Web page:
Your career and earning capacity

An optimistic approach to life and your career leads to achieving greater career success and the financial rewards that come with being successful in your job.

Optimists are 40 percent more likely than pessimists to receive a promotion within a space of twelve months and up to six times more predisposed to being highly engaged in their chosen career.i


Changing your attitude

Knowing that optimism is great for your wallet and your health is one thing, but how do you shift your outlook? If you’re prone to worry, focussing on pessimistic outcomes or a bit of a sceptic, looking on the bright side of life can seem easier said than done.

It is possible to nurture optimism, and you get this opportunity every day. Cultivating optimism can be as simple as adopting optimistic behaviours.

So, what are the financial behaviours of optimists that we can emulate?

Optimists tend to be more comfortable talking about and learning about money and are more likely to follow expert financial advice than their more pessimistic peers.

Positive people display a correspondingly positive approach to their finances. They tend to put plans in place and have the courage to dream big. You don’t have to be too ambitious in how you carry out those plans, every small step you take will help you to get where you want to be.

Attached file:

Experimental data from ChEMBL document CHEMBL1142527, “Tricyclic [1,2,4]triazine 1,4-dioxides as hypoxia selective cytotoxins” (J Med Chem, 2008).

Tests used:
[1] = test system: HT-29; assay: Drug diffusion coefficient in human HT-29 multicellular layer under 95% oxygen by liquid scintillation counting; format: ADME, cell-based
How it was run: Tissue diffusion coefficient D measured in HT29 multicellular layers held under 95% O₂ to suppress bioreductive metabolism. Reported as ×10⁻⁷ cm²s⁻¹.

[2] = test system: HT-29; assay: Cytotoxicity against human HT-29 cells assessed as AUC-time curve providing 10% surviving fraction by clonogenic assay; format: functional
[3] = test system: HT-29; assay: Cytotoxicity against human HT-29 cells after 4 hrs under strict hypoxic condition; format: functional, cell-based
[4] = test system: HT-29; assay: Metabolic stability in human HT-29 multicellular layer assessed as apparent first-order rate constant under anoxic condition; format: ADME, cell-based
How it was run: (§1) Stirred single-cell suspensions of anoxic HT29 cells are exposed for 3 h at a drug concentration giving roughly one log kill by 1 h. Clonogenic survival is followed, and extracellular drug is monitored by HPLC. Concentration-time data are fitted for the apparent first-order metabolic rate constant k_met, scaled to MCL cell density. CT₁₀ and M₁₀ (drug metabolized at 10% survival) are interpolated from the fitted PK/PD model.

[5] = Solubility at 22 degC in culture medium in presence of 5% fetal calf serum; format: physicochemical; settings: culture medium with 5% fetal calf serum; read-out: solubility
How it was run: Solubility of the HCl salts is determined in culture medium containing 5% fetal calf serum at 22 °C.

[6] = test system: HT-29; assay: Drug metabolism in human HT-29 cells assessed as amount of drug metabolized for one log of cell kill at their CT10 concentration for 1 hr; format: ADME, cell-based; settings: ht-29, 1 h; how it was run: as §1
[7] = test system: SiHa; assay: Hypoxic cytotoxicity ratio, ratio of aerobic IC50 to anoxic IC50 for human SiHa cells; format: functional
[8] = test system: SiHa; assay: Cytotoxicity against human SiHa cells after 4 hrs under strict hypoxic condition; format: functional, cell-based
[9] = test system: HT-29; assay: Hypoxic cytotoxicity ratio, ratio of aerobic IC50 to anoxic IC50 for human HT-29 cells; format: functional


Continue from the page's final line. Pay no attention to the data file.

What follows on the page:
Everyone experiences setbacks at various times, however optimists rise to these challenges, learning from their past mistakes and persisting in their endeavours. Don’t be too hard on yourself if you are experiencing difficulties. We all face challenges and during these times, focus on solutions rather than just the problems, be conscious of your “internal talk” and don’t be afraid to seek out support. It’s important to focus on what you can do differently going forward, this could be as simple as working towards a “rainy day” fund.

It’s never too late to change your outlook. By embracing optimism, you can reap the rewards that a more positive outlook provides.

https://www.optforoptimism.com/optimism/optimismresearch.pdf/

Material contained in this publication is a summary only and is based on information believed to be reliable and received from sources within the market. It is not the intention of RGM Financial Planners Pty Ltd ABN 36 419 582 Australian Financial Services Licence Number 229471, RGM Accountants & Advisors Pty Ltd ABN 69 528 723 510 or RGM Finance Brokers Pty Ltd ABN 81 330 778 236 (RGM) that this publication be used as the primary source of readers’ information but as an adjunct to their own resources and training. No representation is given, warranty made or responsibility taken as to the accuracy, timeliness or completeness of any information or recommendation contained in this publication and RGM and its related bodies corporate will not be liable to the reader in contract or tort (including for negligence) or otherwise for any loss or damage arising as a result of the reader relying on any such information or recommendation (except in so far as any statutory liability cannot be excluded).

Liability limited by a scheme approved under Professional Standards Legislation.